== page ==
Tuesday, July 10, 2012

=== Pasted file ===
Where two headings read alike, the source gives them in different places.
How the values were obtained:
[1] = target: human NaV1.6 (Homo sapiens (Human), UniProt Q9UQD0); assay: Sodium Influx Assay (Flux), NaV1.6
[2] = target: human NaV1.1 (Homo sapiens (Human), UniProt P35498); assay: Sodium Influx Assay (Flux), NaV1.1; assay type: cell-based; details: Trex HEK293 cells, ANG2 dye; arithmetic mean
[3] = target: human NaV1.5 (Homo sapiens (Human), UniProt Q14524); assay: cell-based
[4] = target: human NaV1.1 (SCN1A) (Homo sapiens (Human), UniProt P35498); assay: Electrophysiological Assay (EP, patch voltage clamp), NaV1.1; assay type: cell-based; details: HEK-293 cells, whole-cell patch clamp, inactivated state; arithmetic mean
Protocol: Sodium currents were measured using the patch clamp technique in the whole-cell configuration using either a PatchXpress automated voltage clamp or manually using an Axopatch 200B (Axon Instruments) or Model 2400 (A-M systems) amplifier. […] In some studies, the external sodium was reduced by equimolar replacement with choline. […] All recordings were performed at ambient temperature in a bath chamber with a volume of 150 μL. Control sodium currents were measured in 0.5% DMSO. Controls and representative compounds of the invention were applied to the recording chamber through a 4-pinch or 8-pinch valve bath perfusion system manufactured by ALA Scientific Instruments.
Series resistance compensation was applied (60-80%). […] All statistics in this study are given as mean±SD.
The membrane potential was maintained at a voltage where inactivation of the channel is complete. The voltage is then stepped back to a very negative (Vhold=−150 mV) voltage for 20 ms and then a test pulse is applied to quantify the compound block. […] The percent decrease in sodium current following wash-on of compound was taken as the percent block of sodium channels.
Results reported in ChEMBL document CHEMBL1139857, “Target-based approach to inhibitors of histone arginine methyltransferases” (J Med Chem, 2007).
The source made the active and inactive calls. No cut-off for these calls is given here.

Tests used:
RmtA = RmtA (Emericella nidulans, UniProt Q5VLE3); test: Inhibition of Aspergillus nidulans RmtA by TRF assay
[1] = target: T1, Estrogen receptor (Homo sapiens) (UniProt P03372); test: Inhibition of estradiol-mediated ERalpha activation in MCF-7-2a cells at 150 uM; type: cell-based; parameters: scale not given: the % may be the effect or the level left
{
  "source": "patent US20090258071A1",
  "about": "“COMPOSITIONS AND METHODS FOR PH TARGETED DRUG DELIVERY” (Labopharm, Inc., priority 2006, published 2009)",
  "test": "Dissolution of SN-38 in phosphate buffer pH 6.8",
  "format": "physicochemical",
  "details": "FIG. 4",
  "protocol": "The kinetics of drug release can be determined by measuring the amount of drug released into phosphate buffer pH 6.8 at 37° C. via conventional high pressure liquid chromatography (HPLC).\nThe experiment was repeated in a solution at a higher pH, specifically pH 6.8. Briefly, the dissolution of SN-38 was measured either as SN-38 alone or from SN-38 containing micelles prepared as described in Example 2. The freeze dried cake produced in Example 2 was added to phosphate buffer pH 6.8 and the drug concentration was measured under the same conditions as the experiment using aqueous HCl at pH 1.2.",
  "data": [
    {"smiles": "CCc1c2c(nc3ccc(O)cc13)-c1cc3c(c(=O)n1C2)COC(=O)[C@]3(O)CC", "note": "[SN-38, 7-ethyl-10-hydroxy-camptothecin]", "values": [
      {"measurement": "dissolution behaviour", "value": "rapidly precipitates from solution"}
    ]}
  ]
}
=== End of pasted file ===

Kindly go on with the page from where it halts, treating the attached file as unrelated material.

With an interest and some skill in writing, King James I of England made his mark on English literature through poetry, essays, and books covering political and religious topics. He mostly wrote about the Divine Right theory of kingship, for obvious reasons, but in one famous essay, "A Counterblast to Tobacco," published in 1604, he wrote in strong opposition to smoking. It’s kind of like one of the earliest anti-smoking Public Service Announcements. James wrote, smoking is "a custom loathsome to the eye, hateful to the nose, harmful to the brain, dangerous to the lungs, and in the black, stinking fume thereof, nearest resembling the horrible Stygian smoke of the pit that is bottomless. “ He nailed it, didn’t he? Of course, his most monumental contribution to the world is his effort for an accurate translation of the holy scriptures from Greek and Hebrew to English. After some disagreements by some members of the Church of England about the first two English translations, James went to great effort in having a translation penned with attention to accuracy. It couldn’t have been out of narcism because it would not wear his name for almost 200 more years. It’s pretty obvious that I am not an expert in 17th century literature, just as I am not an expert in the history of boxing (per an earlier post). I don’t even have an interest in literature beyond the few minutes it took for me to read about King James in order to prepare the introduction to this post in which I may have shared nothing new. But, what you might not know is that King James I of England is also given credit for being the first to use the phrase “No news is better than evil news” written in manuscripts from 1616. We’ve slanged it up a bit as “no news is good news,” but the idea is the same. I haven’t posted in a while due to there being no significant news of Eli (and I have been worn out at night for some reason lately), which is wonderful and blessed for him and us – but, tough on a blog. He is attending a little “camp” each day at the school there on the St. Jude campus, but I have no pictures because Vic uses that time to work so his attention is directed elsewhere. But, when I talked to Eli he sounded excited (he had won a prize) and just really sounded good. Vic said everyone was commenting about how strong he looked. His ANC is 7000 so I am so eager to get back to him because I know the window will begin to close. I am so tempted to cut our time here short, but the girls love VBS, so I do hate to for them. Eli will stop going for the marrow boost now, but will continue the reflux medicine. He is only on the one nausea med still and takes at least two bites each meal time. I also want to make sure I’m clear about his hearing loss. It is significant, but not total. It is only the high frequencies at this point, but more is expected. I can still talk to him on the telephone. Before I forget, I want to say a special thank you to someone named Shirley. I don’t know her, and I don’t even know if she reads any of this. But, I’ve received a copy of her church bulletin in the mail at St. Jude regularly, for I’m not sure how many months, but from near the beginning if not the beginning. We receive it faithfully from the Community Church in Elkmont, Alabama. Eli’s name is highlighted with marker on the prayer list and her name is beside it in parentheses simply as (Shirley). We receive almost countless gestures of the like, so if you have made such a gesture I may not mention it, because I am just not that organized, nor do I have a great memory as I live in a state of fragmented distraction. But please know that we are humbled and strengthened by every effort made. I’m hoping to organize some kind of display or event that will showcase the mail Eli has received. I am a project oriented gal, but things tend to get out of hand in mine as I only think big so I’m hesitant to undertake it. But, as the end of chemo nears, I am hoping to organize some kind of Homecoming for Eli. The picture I’m sharing tonight is at the zoo from before this last chemo treatment.